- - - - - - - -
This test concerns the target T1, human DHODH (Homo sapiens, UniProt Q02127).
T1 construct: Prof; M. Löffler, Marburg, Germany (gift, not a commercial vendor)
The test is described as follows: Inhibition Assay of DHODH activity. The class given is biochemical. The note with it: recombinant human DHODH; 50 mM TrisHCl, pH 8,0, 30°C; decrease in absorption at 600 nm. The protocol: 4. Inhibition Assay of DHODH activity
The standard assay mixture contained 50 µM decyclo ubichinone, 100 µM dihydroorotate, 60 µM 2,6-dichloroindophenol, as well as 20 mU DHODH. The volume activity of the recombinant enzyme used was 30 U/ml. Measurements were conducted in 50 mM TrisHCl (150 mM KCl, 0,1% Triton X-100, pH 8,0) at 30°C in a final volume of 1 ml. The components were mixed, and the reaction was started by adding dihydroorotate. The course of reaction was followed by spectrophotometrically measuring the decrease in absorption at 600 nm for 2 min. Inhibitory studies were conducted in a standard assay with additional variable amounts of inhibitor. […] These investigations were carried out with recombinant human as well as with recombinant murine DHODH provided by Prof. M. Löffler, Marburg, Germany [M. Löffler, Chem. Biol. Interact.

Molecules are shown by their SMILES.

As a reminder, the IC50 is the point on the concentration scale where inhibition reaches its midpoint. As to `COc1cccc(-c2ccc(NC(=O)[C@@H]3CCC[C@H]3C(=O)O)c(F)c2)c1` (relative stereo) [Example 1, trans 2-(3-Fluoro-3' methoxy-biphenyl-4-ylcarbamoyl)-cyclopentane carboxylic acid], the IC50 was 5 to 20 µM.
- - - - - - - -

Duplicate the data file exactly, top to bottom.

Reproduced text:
This test concerns the target T1, human DHODH (Homo sapiens, UniProt Q02127).
T1 construct: Prof; M. Löffler, Marburg, Germany (gift, not a commercial vendor)
The test is described as follows: Inhibition Assay of DHODH activity. The class given is biochemical. The note with it: recombinant human DHODH; 50 mM TrisHCl, pH 8,0, 30°C; decrease in absorption at 600 nm. The protocol: 4. Inhibition Assay of DHODH activity
The standard assay mixture contained 50 µM decyclo ubichinone, 100 µM dihydroorotate, 60 µM 2,6-dichloroindophenol, as well as 20 mU DHODH. The volume activity of the recombinant enzyme used was 30 U/ml. Measurements were conducted in 50 mM TrisHCl (150 mM KCl, 0,1% Triton X-100, pH 8,0) at 30°C in a final volume of 1 ml. The components were mixed, and the reaction was started by adding dihydroorotate. The course of reaction was followed by spectrophotometrically measuring the decrease in absorption at 600 nm for 2 min. Inhibitory studies were conducted in a standard assay with additional variable amounts of inhibitor. […] These investigations were carried out with recombinant human as well as with recombinant murine DHODH provided by Prof. M. Löffler, Marburg, Germany [M. Löffler, Chem. Biol. Interact.

Molecules are shown by their SMILES.

As a reminder, the IC50 is the point on the concentration scale where inhibition reaches its midpoint. As to `COc1cccc(-c2ccc(NC(=O)[C@@H]3CCC[C@H]3C(=O)O)c(F)c2)c1` (relative stereo) [Example 1, trans 2-(3-Fluoro-3' methoxy-biphenyl-4-ylcarbamoyl)-cyclopentane carboxylic acid], the IC50 was 5 to 20 µM.